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Accessing Items in Arrays4:42 with Jason Seifer
Now that we've seen how to create arrays and add items to them, we're going to learn how to work with existing arrays and access what's inside them.
Index: The numbered position of an item in an array. Arrays all start with the first item having an index of 0.
Starting with the following array:
array = ["milk", "eggs", "bread", "ice cream", "pie", "potatoes"]
Access "milk", which is at the first position in the array (index 0), and assign it to a variable named "item":
item = array
Access the second item in the array (index 1):
Print out the first item in the array using the first method:
Print out the last item in the array, using the negative index and also the "last" method:
puts array[-1] puts array.last
The fetch method can be used with an index to return that item in an array:
puts array.fetch(2) # => "bread"
If a second argument is provided to the fetch method and there is no corresponding item in the array, the second argument will be used as a default:
puts array.fetch(20, "cake") # => "cake"
Return the number of items in an array:
Return the number of items in the array matching what you send in:
array.count("eggs") # => 1
To find out if an array contains a particular item, use the include? method with the argument of the desired item:
array.include?("eggs") # => true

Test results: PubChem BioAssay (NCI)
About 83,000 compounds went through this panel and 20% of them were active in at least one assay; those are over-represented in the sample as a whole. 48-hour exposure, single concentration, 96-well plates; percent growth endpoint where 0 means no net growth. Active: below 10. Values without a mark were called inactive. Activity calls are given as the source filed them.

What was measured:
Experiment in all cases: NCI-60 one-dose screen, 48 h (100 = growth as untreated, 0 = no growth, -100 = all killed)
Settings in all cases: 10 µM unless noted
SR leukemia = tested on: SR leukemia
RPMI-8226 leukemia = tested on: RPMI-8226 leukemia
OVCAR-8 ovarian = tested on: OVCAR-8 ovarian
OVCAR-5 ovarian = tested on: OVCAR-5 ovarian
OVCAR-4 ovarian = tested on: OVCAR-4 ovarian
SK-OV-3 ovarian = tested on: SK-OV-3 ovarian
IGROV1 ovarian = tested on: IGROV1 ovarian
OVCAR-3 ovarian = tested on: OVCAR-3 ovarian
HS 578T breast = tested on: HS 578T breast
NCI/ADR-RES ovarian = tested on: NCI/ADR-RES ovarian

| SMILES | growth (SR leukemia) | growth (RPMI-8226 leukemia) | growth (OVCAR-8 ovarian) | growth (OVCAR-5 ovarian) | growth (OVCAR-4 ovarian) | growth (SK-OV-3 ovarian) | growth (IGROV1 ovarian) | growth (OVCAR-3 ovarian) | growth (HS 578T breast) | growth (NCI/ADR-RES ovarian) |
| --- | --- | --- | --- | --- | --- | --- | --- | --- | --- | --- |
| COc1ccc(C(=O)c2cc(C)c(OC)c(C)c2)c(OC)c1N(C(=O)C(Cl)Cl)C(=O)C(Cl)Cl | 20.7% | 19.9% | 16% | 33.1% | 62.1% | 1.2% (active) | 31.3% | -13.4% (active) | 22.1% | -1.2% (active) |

So far, we've created arrays and added items to them. 0:00 What happens if we wanna get just certain pieces of data back out of the array? 0:05 We do that by asking the array for just a certain part of itself. 0:10 An item's place in an array is called the index. 0:16 And just to be complicated, the index starts with the number zero. 0:20 Let's say that we have our grocery list array with three items in it, milk, eggs, 0:25 and bread. 0:30 Milk would be at index zero, eggs at index one, and bread at index two. 0:32 Once we know how indexes work, we have a lot of flexibility in how we ask for 0:39 things in an array. 0:43 Let's go ahead and see how that works now using WorkSpaces. 0:45 So here I am inside of a Ruby WorkSpace. 0:49 So let's go ahead and 0:53 bring the console up and practice working with arrays inside of irb. 0:54 Let's go ahead and create a grocery list array. 1:00 We're gonna say that that has milk, eggs, bread, ice cream, 1:03 pie, and potatoes. 1:09 Now when we look at this array, 1:13 we can see that it has six different items inside of it. 1:14 If wanted to access the first item inside of the array, we do that 1:18 by typing the name of the array and then an open bracket and the index. 1:23 Now remember, indexes start from zero, so 1:29 if we want the first item, we have to type the number zero, which returns milk. 1:33 Likewise, if we wanted the second item, we would use an open bracket, type 1:40 the number one, and then a close bracket, and that will return the second item. 1:45 Now in addition to using brackets, we can also use the method 1:51 at and then pass that the argument of the index. 1:56 And it will return the item at that index inside of the array. 2:01 So we could say item is the grocery list at index one. 2:09 And now our item will still have the grocery list item at index one. 2:13 And if we look at our grocery list, it still contains all of the different items. 2:20 Now I'm going to clear my screen here, and let's just look at our grocery list so 2:25 we know what we're looking at. 2:29 There's some special methods for accessing the first and 2:31 last items in the array, and those methods are first and last. 2:36 Another way of accessing the last item in the array, 2:41 is typing out the variable name [-1]. 2:47 Which goes in the reverse order of the index. 2:52 We can also use -2 and so on. 2:57 So I just cleared my screen here, and now that we know how to access different ideas 3:01 in the array we can do cool things like insert items at a given position. 3:05 For example, if I wanted to insert oatmeal into this array and 3:12 I wanted to insert it after bread, I could say grocery_list.insert, 3:17 give it the index and then, the item to insert there. 3:22 And now, we've added oatmeal into the grocery list array at the index of two. 3:28 We could also ask our grocery list how many items are inside of it. 3:34 By using the length method. 3:40 An alias for that is count. 3:43 We can do something else kind of cool by asking for 3:47 the count, of a certain item in the array. 3:50 So if we want to see how many times eggs appears inside of this array. 3:54 We get that one time. 3:58 So if we add it in there twice, you'll see it appears in there twice. 4:03 And then if we ask how many times eggs appears in this array, 4:09 we get the number 2. 4:14 We could also use the method, include, to see if something is included in the array. 4:17 So does this array include the string eggs, and it does. 4:24 But if we ask if it includes water It does not. 4:33 Try working with array indexes now on your own using WorkSpaces. 4:37
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